Weaver dropped his appeal, telling reporters after batting practice that he wanted to get the situation behind him. Weaver's suspension began Saturday, and manager Mike Scioscia said Weaver's next start would still be next Saturday in Toronto. Weaver previously was scheduled to pitch in Friday's series opener against the Blue Jays.
"If we had gone through it and prolonged the process, we would have had to call up a pitcher," said Weaver, who threw nine scoreless innings in Friday's extra-innings win over Seattle. "It helps out the team a lot more, just pushed me back a day. And like I said, just get the process under way and get it behind you."
Scioscia, who served a one-game suspension for the events of last Sunday's game, said it was unlikely that Weaver's suspension would have been shortened, and now the Angels can move forward without any uncertainty clouding Weaver's status.
"At least we know what's happening," Scioscia said, "that helps us a lot."
Saturday's twist came as a surprise, considering Weaver had remained adamant throughout the week that he wanted a chance to state his case and have his side of the story heard.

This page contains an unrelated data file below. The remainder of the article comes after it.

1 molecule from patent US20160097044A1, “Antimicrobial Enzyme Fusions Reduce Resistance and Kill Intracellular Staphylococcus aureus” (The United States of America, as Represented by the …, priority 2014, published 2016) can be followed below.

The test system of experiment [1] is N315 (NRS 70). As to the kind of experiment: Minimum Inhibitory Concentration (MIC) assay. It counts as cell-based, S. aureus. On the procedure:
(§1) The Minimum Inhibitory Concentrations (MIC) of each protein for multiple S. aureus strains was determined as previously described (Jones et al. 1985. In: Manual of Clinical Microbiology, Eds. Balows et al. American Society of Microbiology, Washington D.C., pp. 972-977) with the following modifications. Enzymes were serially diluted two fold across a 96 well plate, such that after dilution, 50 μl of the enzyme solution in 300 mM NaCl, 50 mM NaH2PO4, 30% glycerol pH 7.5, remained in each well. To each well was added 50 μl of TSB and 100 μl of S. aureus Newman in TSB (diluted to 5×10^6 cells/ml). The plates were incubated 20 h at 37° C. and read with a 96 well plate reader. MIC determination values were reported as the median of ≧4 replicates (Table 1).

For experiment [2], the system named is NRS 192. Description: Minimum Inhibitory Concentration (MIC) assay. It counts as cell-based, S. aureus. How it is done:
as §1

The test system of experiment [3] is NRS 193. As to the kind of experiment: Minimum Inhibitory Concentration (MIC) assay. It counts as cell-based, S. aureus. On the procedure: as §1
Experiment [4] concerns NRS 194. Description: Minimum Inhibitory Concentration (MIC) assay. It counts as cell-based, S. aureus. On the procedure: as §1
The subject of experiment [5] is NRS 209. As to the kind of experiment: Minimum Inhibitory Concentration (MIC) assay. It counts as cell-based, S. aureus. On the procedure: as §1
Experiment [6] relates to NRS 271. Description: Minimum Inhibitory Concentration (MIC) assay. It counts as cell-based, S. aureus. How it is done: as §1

"It would have been nice to do, but this helps the team out a lot more just to get it started," Weaver said.
And though he accepted Major League Baseball's original ruling, it was clear that Weaver was still annoyed by the actions of Detroit's Carlos Guillen, who ignited Sunday's confrontation after he seemingly admired his solo home run that put the Tigers up, 3-0.
After home-plate umpire Hunter Wendelstedt issued a warning to Weaver and both dugouts following Guillen's blast, Weaver threw the ensuing pitch over Avila's head, prompting an immediate ejection.
"If Guillen didn't do what he did, we wouldn't even be having the conversation right now," Weaver said.
David Ely is a contributor to MLB.com. This story was not subject to the approval of Major League Baseball or its clubs.